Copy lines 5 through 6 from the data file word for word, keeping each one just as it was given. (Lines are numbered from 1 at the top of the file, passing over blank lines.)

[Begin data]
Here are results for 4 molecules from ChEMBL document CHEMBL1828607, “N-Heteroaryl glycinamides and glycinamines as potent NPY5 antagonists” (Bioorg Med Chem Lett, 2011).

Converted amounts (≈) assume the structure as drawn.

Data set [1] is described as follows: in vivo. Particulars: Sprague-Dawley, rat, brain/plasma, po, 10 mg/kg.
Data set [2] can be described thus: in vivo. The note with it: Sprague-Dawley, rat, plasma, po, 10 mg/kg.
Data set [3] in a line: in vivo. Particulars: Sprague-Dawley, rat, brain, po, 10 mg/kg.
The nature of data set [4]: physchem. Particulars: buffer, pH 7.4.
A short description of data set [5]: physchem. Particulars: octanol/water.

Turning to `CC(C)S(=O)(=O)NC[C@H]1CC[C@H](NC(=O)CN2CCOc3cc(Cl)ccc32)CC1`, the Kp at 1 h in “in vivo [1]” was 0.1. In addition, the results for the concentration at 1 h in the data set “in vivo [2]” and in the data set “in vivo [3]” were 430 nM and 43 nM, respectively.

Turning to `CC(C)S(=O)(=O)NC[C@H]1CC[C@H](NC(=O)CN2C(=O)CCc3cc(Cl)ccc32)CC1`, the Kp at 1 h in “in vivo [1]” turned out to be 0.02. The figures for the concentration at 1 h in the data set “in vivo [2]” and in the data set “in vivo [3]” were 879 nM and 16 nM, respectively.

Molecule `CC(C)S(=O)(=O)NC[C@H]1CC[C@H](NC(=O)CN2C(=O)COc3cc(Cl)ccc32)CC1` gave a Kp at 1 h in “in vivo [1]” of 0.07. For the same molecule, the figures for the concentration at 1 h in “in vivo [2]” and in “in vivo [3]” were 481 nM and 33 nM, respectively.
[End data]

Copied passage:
Data set [3] in a line: in vivo. Particulars: Sprague-Dawley, rat, brain, po, 10 mg/kg.
The nature of data set [4]: physchem. Particulars: buffer, pH 7.4.